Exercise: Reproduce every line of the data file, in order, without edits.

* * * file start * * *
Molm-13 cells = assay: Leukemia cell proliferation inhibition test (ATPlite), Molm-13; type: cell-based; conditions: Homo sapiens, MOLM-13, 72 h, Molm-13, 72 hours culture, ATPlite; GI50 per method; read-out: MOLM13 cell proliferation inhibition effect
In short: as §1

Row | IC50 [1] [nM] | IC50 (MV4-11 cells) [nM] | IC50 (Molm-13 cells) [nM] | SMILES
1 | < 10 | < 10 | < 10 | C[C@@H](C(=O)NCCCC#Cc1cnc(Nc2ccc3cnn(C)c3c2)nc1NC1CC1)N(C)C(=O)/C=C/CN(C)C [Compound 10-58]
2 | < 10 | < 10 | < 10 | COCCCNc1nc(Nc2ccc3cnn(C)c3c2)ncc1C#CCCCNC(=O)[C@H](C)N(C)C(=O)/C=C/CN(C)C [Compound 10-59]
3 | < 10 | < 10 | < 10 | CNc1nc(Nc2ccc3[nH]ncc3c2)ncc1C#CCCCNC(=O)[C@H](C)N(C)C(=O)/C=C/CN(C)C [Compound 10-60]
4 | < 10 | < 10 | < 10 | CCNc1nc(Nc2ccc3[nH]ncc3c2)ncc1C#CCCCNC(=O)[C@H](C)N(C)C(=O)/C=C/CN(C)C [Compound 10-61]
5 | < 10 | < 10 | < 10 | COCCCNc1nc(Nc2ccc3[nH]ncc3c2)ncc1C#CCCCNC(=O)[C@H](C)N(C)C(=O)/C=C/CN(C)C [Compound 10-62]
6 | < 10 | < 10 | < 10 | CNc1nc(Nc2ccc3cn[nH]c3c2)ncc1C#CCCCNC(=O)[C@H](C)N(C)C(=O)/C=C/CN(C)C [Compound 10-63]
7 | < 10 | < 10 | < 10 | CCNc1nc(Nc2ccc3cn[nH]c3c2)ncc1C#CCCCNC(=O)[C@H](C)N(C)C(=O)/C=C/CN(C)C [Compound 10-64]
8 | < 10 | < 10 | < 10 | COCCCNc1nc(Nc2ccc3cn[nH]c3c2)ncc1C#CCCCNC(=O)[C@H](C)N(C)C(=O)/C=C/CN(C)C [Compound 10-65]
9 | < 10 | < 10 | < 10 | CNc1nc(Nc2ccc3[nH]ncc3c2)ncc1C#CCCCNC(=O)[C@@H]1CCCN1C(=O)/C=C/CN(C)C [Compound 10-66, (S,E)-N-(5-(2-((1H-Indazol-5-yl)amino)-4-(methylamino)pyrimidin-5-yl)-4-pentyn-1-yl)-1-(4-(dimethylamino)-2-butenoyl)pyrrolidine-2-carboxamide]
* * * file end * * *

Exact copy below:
Molm-13 cells = assay: Leukemia cell proliferation inhibition test (ATPlite), Molm-13; type: cell-based; conditions: Homo sapiens, MOLM-13, 72 h, Molm-13, 72 hours culture, ATPlite; GI50 per method; read-out: MOLM13 cell proliferation inhibition effect
In short: as §1

Row | IC50 [1] [nM] | IC50 (MV4-11 cells) [nM] | IC50 (Molm-13 cells) [nM] | SMILES
1 | < 10 | < 10 | < 10 | C[C@@H](C(=O)NCCCC#Cc1cnc(Nc2ccc3cnn(C)c3c2)nc1NC1CC1)N(C)C(=O)/C=C/CN(C)C [Compound 10-58]
2 | < 10 | < 10 | < 10 | COCCCNc1nc(Nc2ccc3cnn(C)c3c2)ncc1C#CCCCNC(=O)[C@H](C)N(C)C(=O)/C=C/CN(C)C [Compound 10-59]
3 | < 10 | < 10 | < 10 | CNc1nc(Nc2ccc3[nH]ncc3c2)ncc1C#CCCCNC(=O)[C@H](C)N(C)C(=O)/C=C/CN(C)C [Compound 10-60]
4 | < 10 | < 10 | < 10 | CCNc1nc(Nc2ccc3[nH]ncc3c2)ncc1C#CCCCNC(=O)[C@H](C)N(C)C(=O)/C=C/CN(C)C [Compound 10-61]
5 | < 10 | < 10 | < 10 | COCCCNc1nc(Nc2ccc3[nH]ncc3c2)ncc1C#CCCCNC(=O)[C@H](C)N(C)C(=O)/C=C/CN(C)C [Compound 10-62]
6 | < 10 | < 10 | < 10 | CNc1nc(Nc2ccc3cn[nH]c3c2)ncc1C#CCCCNC(=O)[C@H](C)N(C)C(=O)/C=C/CN(C)C [Compound 10-63]
7 | < 10 | < 10 | < 10 | CCNc1nc(Nc2ccc3cn[nH]c3c2)ncc1C#CCCCNC(=O)[C@H](C)N(C)C(=O)/C=C/CN(C)C [Compound 10-64]
8 | < 10 | < 10 | < 10 | COCCCNc1nc(Nc2ccc3cn[nH]c3c2)ncc1C#CCCCNC(=O)[C@H](C)N(C)C(=O)/C=C/CN(C)C [Compound 10-65]
9 | < 10 | < 10 | < 10 | CNc1nc(Nc2ccc3[nH]ncc3c2)ncc1C#CCCCNC(=O)[C@@H]1CCCN1C(=O)/C=C/CN(C)C [Compound 10-66, (S,E)-N-(5-(2-((1H-Indazol-5-yl)amino)-4-(methylamino)pyrimidin-5-yl)-4-pentyn-1-yl)-1-(4-(dimethylamino)-2-butenoyl)pyrrolidine-2-carboxamide]